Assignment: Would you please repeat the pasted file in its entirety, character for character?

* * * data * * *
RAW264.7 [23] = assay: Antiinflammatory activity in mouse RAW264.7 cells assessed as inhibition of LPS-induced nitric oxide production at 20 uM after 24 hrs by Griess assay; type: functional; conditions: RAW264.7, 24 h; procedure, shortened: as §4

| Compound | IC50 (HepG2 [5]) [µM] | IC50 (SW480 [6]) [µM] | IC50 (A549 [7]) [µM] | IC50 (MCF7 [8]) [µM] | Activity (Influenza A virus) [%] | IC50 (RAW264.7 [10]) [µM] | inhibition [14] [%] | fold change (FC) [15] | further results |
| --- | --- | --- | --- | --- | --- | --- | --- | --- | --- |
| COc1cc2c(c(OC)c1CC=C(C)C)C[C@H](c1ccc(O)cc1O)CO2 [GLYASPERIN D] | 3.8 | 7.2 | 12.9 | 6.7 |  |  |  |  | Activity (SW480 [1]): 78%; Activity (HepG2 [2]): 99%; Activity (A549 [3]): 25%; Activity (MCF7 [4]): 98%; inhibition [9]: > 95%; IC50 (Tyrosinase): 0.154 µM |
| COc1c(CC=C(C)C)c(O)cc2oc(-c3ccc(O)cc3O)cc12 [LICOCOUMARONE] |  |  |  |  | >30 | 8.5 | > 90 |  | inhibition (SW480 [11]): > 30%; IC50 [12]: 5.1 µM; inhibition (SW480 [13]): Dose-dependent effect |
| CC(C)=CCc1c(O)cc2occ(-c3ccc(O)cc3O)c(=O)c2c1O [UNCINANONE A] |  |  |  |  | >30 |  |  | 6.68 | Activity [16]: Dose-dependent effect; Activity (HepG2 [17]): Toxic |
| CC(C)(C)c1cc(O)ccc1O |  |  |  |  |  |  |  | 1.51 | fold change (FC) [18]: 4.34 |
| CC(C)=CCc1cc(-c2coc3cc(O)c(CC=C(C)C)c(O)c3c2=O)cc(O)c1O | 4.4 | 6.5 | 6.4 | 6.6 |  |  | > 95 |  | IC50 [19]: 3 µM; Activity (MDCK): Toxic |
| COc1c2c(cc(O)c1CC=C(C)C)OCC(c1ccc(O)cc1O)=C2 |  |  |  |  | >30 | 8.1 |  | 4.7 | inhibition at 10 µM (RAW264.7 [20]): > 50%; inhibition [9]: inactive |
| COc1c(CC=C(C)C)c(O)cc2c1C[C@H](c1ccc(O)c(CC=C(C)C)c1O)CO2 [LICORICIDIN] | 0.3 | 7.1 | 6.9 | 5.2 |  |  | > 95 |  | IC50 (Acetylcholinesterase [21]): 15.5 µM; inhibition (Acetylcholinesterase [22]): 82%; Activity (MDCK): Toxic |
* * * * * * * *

RAW264.7 [23] = assay: Antiinflammatory activity in mouse RAW264.7 cells assessed as inhibition of LPS-induced nitric oxide production at 20 uM after 24 hrs by Griess assay; type: functional; conditions: RAW264.7, 24 h; procedure, shortened: as §4

| Compound | IC50 (HepG2 [5]) [µM] | IC50 (SW480 [6]) [µM] | IC50 (A549 [7]) [µM] | IC50 (MCF7 [8]) [µM] | Activity (Influenza A virus) [%] | IC50 (RAW264.7 [10]) [µM] | inhibition [14] [%] | fold change (FC) [15] | further results |
| --- | --- | --- | --- | --- | --- | --- | --- | --- | --- |
| COc1cc2c(c(OC)c1CC=C(C)C)C[C@H](c1ccc(O)cc1O)CO2 [GLYASPERIN D] | 3.8 | 7.2 | 12.9 | 6.7 |  |  |  |  | Activity (SW480 [1]): 78%; Activity (HepG2 [2]): 99%; Activity (A549 [3]): 25%; Activity (MCF7 [4]): 98%; inhibition [9]: > 95%; IC50 (Tyrosinase): 0.154 µM |
| COc1c(CC=C(C)C)c(O)cc2oc(-c3ccc(O)cc3O)cc12 [LICOCOUMARONE] |  |  |  |  | >30 | 8.5 | > 90 |  | inhibition (SW480 [11]): > 30%; IC50 [12]: 5.1 µM; inhibition (SW480 [13]): Dose-dependent effect |
| CC(C)=CCc1c(O)cc2occ(-c3ccc(O)cc3O)c(=O)c2c1O [UNCINANONE A] |  |  |  |  | >30 |  |  | 6.68 | Activity [16]: Dose-dependent effect; Activity (HepG2 [17]): Toxic |
| CC(C)(C)c1cc(O)ccc1O |  |  |  |  |  |  |  | 1.51 | fold change (FC) [18]: 4.34 |
| CC(C)=CCc1cc(-c2coc3cc(O)c(CC=C(C)C)c(O)c3c2=O)cc(O)c1O | 4.4 | 6.5 | 6.4 | 6.6 |  |  | > 95 |  | IC50 [19]: 3 µM; Activity (MDCK): Toxic |
| COc1c2c(cc(O)c1CC=C(C)C)OCC(c1ccc(O)cc1O)=C2 |  |  |  |  | >30 | 8.1 |  | 4.7 | inhibition at 10 µM (RAW264.7 [20]): > 50%; inhibition [9]: inactive |
| COc1c(CC=C(C)C)c(O)cc2c1C[C@H](c1ccc(O)c(CC=C(C)C)c1O)CO2 [LICORICIDIN] | 0.3 | 7.1 | 6.9 | 5.2 |  |  | > 95 |  | IC50 (Acetylcholinesterase [21]): 15.5 µM; inhibition (Acetylcholinesterase [22]): 82%; Activity (MDCK): Toxic |